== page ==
After placing her unorthodox breakfast onto the kitchen island and clambering onto the stool, her entire form suddenly dissolved over the counter into a despondent, Dali-esque puddle. A malicious, relentless grief corrupted every feature of her shattered face, which she now squeezed in an insanely-tense grasp. Distraught with pain, she desperately choked down woeful sobs, before clenching her drowning eyes shut and swallowing down a tremulous gasp of breath.
Almost at the flick of a switch, her body then stiffened. Robotically, her wilted spine straightened, her slumped shoulders uncurled and her pallid face unpinched. When her eyes reopened, she was now chiselled with today’s forced, emotionless expression.
As if her collapse had never occurred, she routinely unfolded the newspapers and tore into the biscuits with fidgety fingers. Clawing for distraction, miserable pupils devoured the celestial articles, her salivating mouth demolishing the chocolate cookies.
A shrill phone screeched on Hattie’s bedside table, stopped, then screeched again. Despite the silken restrain of a sleep mask, she growled awake and snatched the touchscreen up to a pointed ear. “Hmpf.”
“Good morning. This is your six-thirty morning wake up ca–” Hattie seethed and cut off the overly-effervescent voice, carelessly slamming the sleek phone back down. With fists clenched in fury at the disturbance, she fell back into an imperious and procrastinating sprawl in the middle of her plush, king-sized bed.
After attempting and failing to fall back asleep, she ripped off her mask and glowered into space. Her alabaster skin was bright but surgically tightened, eliminating all trace of rumple or wrinkle. Although alone in her bedroom and merely slumbering, her black- brown eyes and thin but bow-shaped lips remained stained with immaculate makeup.
Hattie angrily threw back the wheat, tan and blush-coloured bedding, and slithered down the high mattress. Her well-pedicured feet landed onto bitterly-cold marble, yet she remained unperturbed, instead rather invigorated.
She prowled over the ice floor, across her white Neoclassical boudoir. The room was monochromatic, barren of any personal effect, housing only a bed, a bolstered bench and a bedside table. The walls were bare but embellished with blended, baroque carvings.
She entered a similarly albino, ensuite bathroom, tinted only with brass accents. The marble surfaces were again devoid of clutter, everything hidden deep within concealed cabinets.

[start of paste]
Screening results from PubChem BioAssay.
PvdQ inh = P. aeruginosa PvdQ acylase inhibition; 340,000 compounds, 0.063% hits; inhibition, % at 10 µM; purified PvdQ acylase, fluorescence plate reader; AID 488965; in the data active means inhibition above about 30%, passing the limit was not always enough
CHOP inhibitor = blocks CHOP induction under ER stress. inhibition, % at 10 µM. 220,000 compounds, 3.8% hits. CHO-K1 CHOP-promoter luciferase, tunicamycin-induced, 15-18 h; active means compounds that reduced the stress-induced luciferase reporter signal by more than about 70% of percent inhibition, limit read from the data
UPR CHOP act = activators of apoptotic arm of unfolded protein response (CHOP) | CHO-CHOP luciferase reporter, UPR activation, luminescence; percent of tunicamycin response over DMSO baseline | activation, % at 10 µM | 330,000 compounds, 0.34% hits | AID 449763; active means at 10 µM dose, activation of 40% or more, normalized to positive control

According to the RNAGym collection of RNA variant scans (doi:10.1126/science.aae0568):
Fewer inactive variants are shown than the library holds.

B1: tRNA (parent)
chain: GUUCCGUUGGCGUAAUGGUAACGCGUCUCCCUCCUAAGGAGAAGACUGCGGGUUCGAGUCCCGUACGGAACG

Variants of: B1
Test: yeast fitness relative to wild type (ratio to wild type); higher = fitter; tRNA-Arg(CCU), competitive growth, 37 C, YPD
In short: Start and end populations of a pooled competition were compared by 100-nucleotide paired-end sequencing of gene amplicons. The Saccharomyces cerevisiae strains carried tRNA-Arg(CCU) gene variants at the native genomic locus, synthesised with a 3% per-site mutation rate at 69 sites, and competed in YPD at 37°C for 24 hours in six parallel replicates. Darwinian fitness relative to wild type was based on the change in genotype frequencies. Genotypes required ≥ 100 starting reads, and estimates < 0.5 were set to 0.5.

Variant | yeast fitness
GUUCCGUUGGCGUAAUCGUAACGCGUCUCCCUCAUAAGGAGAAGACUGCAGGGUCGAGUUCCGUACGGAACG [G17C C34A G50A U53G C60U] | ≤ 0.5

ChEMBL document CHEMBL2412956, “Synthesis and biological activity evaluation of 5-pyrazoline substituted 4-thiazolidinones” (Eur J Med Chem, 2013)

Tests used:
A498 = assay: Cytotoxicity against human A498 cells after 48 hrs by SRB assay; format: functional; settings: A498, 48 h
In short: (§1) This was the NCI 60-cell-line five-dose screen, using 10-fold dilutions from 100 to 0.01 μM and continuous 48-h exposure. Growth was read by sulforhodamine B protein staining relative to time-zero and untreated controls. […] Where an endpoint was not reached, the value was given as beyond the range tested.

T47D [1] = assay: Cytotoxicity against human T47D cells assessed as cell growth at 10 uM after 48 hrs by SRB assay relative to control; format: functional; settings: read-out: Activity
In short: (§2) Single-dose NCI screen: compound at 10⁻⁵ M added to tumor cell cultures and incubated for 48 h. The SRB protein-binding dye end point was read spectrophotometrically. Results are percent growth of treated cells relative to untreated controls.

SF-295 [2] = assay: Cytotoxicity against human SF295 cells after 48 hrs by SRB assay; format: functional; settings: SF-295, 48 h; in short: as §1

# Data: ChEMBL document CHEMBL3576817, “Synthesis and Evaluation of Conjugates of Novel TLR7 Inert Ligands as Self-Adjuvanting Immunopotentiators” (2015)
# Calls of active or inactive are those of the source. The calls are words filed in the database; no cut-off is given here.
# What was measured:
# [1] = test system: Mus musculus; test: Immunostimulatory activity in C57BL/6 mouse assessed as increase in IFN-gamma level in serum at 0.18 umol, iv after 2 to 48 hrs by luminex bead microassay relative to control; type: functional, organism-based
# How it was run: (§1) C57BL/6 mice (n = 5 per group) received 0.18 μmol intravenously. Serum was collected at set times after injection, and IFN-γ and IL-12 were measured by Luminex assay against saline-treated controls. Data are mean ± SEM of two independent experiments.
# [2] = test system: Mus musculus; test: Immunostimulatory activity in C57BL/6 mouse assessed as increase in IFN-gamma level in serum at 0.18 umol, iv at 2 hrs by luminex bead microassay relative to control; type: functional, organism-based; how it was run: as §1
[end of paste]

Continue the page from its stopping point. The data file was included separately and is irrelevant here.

Hattie stared at herself deprecatingly into the expansive mirror. She blanched, she scowled, she huffed, then looked away, her reflection causing her offence. She slapped the counter impetuously and a cabinet opened below, revealing a cavern of creams, gels, balms, sprays, curlers and straighteners, all organised to perfection. Expeditiously, she culled out fistfuls of cosmetics and began her daily, fifty-minute beauty regime, peeling away layers only to replaster once more.
A tin alarm clock squealed on Ernie’s bedside table, then ceased from senescence, but not before he blinked awake from his light slumber and sat up from the striped bedding, slowly easing each grating joint.
The analogue clock still ticking but sufficiently silent, Ernie shifted his petite physique around and gazed mournfully at the uninhabited space in the bed beside him. His eyes slowly lifted to peer up at the framed photo of a grey-haired woman on the bedside-table, glass now protecting the fragile edges from past pining clutches.
Familiar, sharp stabbing pain pierced his heart and he instantly kneaded his knuckles across his ribs. As his powder-blue eyes flooded with tears, he ripped his gaze away from the photo and frantically scrubbed his hands over the length of his face as if to banish not just his tears but also his continuing grief.
Still sniffling and with oversized pyjamas hanging from his shoulders, he hoisted himself up from his lumpy mattress and slogged across the pine floors of the space that resembled a cell, rather than the home of a long-lived retiree. The monastic room was cramped and could only fit a mismatched, self-assembled bed, wardrobe and chest of drawers, its off-white walls clean of decoration and memory.
Ernie plodded into his basic bathroom, preemptively installed with rails and seats for an older inhabitant. Although he lived alone, he routinely closed the door before using the toilet. Stooped over the too-low sink, he then washed his weathered hands under scalding-hot water in a futile attempt to loosen his throbbing, rheumatic joints.
Disconsolate, he lumbered back to the bedroom, over to the wardrobe and drawers. Half-empty, each held a simple collection of clothes, conforming to a cloud of white, light blue and navy. Without considering harmony or trend, he selected a single outfit and carried it into the bathroom, yet again closing the door behind him.